clock menu more-arrow no yes mobile

Filed under:

Walker Kessler is putting the league on notice

Don’t test him at the rim. Walker Kessler will block your shot.

Indiana Pacers v Utah Jazz Photo by Alex Goodlett/Getty Images

Utah Jazz rookie Walker Kessler is 6th in the entire NBA in blocks per game, with 1.8. He’s 7th in total blocks, with 44.

And he’s only playing 16.2 minutes per game.

He’s putting up a whopping 4.1 blocks per 36 minutes, and in his first career start, he backed that up by swatting five shots in only 24 minutes. Simply put, he’s a shot-blocking machine.

Kessler uses his 7’1” frame and 7’4” wingspan to make himself as big as possible with his arms straight up. When he’s in position, he can challenge shots - and sometimes even block them - by just standing in the way with his arms in the air. Despite not being known for athleticism and sometimes looking heavy-footed, the rookie can quickly recover to shot-blocking position. He can defend the ball handler in the pick-and-roll. He can block bigs trying to back him down in the post. He’s doing it all.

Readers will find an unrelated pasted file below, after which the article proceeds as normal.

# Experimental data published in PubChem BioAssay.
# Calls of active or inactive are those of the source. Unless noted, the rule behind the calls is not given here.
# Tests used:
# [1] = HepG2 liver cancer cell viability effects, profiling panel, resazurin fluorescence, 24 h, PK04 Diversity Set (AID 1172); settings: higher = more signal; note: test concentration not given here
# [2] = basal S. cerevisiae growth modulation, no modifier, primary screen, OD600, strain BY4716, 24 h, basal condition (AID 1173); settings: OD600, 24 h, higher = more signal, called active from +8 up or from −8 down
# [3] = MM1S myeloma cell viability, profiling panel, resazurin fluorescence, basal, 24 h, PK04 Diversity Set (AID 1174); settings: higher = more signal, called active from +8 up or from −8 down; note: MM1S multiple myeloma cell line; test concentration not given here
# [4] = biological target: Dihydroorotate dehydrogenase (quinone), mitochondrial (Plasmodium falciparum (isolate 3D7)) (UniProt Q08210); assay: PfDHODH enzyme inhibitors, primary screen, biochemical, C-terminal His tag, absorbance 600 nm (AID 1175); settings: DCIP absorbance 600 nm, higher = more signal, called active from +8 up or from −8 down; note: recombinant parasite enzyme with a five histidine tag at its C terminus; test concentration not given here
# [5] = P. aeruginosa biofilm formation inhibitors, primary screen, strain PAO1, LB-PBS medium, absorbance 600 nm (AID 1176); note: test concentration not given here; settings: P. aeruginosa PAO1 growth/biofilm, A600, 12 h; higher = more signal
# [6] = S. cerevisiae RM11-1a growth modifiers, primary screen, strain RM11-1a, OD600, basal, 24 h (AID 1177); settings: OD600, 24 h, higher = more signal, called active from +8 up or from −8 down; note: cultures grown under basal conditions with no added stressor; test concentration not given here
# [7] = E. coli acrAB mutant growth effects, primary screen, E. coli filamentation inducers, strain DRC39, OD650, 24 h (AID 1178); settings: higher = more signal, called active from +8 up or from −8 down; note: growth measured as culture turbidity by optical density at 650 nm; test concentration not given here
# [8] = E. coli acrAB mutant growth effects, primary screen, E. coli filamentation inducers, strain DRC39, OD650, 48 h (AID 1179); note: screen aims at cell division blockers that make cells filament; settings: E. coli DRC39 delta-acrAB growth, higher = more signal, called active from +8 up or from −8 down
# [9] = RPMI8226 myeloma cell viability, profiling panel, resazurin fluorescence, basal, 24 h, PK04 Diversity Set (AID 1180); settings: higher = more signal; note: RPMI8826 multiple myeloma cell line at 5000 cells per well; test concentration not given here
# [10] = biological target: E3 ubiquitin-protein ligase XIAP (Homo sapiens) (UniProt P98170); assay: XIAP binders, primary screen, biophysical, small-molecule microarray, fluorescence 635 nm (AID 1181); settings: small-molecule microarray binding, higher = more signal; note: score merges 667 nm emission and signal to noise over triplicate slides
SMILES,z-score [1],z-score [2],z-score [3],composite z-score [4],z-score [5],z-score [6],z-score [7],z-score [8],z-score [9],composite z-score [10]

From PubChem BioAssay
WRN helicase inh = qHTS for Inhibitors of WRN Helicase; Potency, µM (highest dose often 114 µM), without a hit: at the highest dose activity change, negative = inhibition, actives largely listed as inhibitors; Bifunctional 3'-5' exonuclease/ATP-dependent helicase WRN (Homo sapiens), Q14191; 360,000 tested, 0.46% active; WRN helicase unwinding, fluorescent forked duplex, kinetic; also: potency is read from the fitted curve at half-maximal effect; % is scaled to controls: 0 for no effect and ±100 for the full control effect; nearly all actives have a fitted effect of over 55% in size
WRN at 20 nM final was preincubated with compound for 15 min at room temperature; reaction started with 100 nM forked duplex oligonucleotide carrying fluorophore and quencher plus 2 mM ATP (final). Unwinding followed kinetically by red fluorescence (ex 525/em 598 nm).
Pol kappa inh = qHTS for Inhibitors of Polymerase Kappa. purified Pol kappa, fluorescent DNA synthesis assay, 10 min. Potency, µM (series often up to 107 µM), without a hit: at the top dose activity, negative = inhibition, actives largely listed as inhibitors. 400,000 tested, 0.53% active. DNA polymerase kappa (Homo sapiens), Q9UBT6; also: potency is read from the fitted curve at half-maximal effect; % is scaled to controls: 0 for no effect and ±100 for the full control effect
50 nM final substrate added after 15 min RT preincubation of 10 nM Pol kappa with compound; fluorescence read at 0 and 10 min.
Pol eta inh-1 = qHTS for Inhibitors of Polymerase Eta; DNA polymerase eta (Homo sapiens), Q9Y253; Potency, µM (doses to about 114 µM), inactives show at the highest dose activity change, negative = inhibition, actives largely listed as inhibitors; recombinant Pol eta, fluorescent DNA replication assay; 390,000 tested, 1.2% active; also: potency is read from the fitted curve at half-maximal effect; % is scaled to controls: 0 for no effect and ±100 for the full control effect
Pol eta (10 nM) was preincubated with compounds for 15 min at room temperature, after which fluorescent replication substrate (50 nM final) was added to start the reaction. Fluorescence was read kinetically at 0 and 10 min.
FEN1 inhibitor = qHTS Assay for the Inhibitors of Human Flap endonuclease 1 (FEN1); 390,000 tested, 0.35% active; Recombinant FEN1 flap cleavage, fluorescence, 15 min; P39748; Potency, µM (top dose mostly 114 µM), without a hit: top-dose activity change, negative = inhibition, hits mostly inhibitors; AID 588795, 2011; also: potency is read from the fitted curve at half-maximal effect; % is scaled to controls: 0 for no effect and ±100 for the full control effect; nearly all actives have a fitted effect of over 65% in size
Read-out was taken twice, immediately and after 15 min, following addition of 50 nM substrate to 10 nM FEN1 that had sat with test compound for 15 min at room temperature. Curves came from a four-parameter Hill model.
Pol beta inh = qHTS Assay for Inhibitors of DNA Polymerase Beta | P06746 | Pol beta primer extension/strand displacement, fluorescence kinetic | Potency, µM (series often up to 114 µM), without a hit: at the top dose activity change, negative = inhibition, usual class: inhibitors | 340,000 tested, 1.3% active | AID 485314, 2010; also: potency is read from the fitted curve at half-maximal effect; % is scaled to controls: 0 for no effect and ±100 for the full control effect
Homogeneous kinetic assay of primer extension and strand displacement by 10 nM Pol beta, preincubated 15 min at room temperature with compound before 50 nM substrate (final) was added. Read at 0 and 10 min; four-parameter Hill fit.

Outside of his rim protection, Kessler has also impressed with his ability to defend in space, especially in the pick-and-roll. Coach Will Hardy has made it clear that Kessler will just be playing drop defense for now, but there are signs that he may be able to do more. While he’s not a super quick mover, he is positionally sound and good at moving his feet. As he gets more time in the league, we may see him defending in different situations more often.

Offensively, Walker Kessler is doing precisely what he’s supposed to do. He’s being a vertical threat at the rim, grabbing offensive boards, and finishing the chances he gets. He’s shooting 76.3% from the field. While that’s partially due to his shot selection (Kessler is yet to take a shot from outside 10 feet), his finishing skills around the rim need to be acknowledged. Kessler has a soft touch on many his layups and can finish with control even when moving fast or catching lobs in awkward positions. He finishes with either hand on either side of the basket. He’s not typically going to power through a defender and dunk on him. He’d prefer to pivot, use the rim as protection, and find a reverse layup or dunk. Kessler’s patience and decision-making at the rim have proven to be great strengths. The type of control and touch he shows are rare for players of his size and build. Kessler is averaging 13.3 points per 36 minutes. If given a starting role, he could be a respectable scorer without needing many plays run for him.

It may be hard to Will Hardy to find more minutes for his rookie center because of the amount of talent Utah has in the frontcourt, but Kessler is showing how much he deserves to be on the court. His time will come, and he’ll be ready to prove himself when it does.